The history of what we did to Native Americans is a shameful one. Their primitive way of life, however brutal at times, was as valid an existence for humans on this Earth as any. They lived a life on Nature’s terms, sanctifying the natural world and bravely accepting the limits it placed upon their numbers, as most tribal cultures have done.
Their downfall was brought about by the relative autonomy and natural competition between tribes — thus their failure to combine into a single nation capable of rebuffing the Old World, or of exploring that world for themselves, perhaps then developing an immunity to the diseases that would later defeat them.
Manifest destiny was hogwash. And those sad, dusty reservations, where we left our Native Americans in abject squalor — they were the final insult imposed after a long train of bloody, grievous injuries. It was then, perhaps, that the crass materialism defining our own culture was at its ugliest, as we feverishly mined for gold in order to fuel trade, hoard resources, and further thwart the dictates of Nature.
But if anything could be more disappointing today than our unrepentant, materialistic culture, it would be the absence of a reborn Native American culture. Though they’ve now enjoyed for many years exclusive casino gaming rights on their reservations, and with them a windfall of revenue and wealth, they seemingly show no interest in repurchasing their traditional hunting grounds, restocking them with wildlife, and returning to their old ways.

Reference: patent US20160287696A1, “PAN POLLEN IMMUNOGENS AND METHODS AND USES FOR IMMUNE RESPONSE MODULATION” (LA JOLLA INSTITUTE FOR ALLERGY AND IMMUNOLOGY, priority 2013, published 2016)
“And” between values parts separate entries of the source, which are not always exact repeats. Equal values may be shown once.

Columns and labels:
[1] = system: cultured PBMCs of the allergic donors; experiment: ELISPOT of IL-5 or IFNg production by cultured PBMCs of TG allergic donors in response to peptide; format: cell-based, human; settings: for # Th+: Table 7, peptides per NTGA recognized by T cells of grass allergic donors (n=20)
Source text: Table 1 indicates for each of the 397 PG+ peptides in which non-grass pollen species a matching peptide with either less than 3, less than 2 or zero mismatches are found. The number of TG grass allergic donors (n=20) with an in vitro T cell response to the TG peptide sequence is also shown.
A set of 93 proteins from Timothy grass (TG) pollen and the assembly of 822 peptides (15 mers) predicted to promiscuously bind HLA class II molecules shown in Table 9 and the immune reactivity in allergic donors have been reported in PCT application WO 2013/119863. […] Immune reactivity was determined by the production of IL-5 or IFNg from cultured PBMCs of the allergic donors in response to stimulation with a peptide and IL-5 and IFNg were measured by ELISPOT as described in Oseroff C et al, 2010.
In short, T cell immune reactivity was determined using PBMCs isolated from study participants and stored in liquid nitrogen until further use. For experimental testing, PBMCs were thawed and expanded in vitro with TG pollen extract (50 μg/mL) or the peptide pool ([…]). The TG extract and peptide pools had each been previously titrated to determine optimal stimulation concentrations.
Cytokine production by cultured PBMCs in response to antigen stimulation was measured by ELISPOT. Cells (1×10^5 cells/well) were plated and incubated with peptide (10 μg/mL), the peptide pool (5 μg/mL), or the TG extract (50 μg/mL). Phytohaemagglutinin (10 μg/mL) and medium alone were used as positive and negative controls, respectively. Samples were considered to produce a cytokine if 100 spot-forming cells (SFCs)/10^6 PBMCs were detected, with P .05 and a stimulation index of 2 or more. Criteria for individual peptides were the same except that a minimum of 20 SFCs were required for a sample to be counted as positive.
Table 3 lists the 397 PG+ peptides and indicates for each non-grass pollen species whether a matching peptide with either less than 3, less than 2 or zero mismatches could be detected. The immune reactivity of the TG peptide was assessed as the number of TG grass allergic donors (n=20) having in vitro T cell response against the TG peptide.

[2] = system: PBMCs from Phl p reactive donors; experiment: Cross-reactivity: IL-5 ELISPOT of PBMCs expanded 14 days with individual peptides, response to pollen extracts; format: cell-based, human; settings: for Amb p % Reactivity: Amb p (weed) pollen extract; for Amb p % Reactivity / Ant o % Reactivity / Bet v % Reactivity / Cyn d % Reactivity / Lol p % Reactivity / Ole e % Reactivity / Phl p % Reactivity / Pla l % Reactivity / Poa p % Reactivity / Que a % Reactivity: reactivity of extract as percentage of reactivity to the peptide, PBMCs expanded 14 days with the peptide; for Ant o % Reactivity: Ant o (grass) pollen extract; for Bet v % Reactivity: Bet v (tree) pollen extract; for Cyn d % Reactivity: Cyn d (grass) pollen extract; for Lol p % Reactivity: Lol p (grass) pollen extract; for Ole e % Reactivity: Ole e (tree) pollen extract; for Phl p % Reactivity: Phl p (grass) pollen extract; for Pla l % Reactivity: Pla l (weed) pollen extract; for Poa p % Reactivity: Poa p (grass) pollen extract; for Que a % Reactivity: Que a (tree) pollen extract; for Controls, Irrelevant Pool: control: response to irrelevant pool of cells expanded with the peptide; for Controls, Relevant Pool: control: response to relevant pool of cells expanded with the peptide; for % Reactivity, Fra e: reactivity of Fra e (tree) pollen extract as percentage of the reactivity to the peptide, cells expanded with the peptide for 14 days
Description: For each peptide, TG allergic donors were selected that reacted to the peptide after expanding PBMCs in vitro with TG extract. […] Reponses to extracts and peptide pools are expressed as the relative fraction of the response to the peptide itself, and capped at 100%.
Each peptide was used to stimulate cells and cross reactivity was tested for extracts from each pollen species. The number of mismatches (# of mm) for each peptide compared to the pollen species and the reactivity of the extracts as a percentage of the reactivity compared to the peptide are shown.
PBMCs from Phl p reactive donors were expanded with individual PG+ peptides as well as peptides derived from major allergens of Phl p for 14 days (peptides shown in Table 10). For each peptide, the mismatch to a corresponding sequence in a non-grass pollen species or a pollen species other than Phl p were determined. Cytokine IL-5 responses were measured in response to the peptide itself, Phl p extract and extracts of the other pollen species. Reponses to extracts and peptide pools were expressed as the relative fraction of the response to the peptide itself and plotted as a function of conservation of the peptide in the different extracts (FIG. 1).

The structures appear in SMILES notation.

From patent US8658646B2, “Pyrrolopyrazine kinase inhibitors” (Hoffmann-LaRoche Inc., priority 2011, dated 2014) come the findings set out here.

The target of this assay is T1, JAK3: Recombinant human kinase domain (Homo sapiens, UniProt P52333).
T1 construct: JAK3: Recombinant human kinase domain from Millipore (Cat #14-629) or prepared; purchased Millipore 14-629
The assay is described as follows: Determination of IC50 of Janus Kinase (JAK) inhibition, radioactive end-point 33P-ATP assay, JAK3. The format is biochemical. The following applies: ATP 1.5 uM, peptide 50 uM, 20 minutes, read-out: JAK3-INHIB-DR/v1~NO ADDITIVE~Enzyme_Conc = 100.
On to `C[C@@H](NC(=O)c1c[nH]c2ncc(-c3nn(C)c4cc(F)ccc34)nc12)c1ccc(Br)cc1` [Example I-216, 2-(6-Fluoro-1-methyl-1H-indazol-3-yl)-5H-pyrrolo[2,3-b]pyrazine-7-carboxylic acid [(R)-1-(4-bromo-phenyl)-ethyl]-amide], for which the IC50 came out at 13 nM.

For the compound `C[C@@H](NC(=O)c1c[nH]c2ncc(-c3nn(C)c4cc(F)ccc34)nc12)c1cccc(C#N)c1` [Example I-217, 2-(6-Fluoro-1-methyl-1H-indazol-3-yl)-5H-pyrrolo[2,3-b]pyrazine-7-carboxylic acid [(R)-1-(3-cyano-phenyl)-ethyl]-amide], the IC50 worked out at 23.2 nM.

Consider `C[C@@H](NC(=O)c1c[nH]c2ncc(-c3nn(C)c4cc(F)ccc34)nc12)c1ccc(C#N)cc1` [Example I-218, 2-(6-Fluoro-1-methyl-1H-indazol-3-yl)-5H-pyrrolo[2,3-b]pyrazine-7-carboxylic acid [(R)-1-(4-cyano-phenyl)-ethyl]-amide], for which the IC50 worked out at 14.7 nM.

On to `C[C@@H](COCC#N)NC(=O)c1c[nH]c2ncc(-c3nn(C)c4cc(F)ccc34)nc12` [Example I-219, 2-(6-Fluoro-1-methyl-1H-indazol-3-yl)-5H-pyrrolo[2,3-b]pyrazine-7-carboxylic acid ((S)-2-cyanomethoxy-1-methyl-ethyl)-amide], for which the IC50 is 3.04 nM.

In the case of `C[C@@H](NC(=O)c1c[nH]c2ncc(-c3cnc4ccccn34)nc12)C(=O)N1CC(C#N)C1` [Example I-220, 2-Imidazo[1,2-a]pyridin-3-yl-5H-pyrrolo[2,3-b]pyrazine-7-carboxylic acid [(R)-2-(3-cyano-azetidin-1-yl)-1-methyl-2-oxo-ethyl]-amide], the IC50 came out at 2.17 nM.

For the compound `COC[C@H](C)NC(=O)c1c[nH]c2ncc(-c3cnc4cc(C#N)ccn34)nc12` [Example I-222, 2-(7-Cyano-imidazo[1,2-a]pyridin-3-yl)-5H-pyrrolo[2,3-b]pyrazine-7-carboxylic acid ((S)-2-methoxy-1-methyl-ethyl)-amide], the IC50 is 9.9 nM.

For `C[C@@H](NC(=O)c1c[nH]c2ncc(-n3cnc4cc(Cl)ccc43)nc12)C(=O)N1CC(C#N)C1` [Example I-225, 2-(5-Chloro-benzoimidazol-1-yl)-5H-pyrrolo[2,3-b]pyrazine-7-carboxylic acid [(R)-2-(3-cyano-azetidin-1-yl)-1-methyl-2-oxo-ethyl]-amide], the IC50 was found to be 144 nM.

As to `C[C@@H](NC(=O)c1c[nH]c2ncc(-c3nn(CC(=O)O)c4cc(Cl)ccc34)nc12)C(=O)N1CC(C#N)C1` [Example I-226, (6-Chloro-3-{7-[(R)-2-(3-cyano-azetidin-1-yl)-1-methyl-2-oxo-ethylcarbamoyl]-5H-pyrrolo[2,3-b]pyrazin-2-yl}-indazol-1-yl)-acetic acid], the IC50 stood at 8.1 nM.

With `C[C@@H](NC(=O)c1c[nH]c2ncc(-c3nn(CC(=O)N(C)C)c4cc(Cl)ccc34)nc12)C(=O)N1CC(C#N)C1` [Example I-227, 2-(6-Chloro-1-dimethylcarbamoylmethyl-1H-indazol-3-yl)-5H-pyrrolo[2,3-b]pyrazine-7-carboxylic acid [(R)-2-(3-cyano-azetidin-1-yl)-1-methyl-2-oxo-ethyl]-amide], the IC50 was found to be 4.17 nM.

Honestly, if they were interested, and if our culture were a little more moral, we’d cede back to them Yellowstone and other national parks, forests and wildlife areas — with the firm stipulation that they live again by Nature’s dictates, without firearms, alcohol, or modern medicine — the sorts of conveniences that lead to overpopulation and the destruction of the natural world. Human cultural sanctuaries would then stand as tributes to the abiding validity of that idyllic way of life, shielded by us as the equal of what we ourselves have manifested today.
Alas, our culture is not yet so enlightened — still compulsively amassing wealth by conquering the natural world as part of a blindly destructive survival strategy. And Native Americans, in addition to having no reason to trust us anew, seem today bereft of the far-reaching vision and the warrior spirit necessary to set out upon such an historical journey.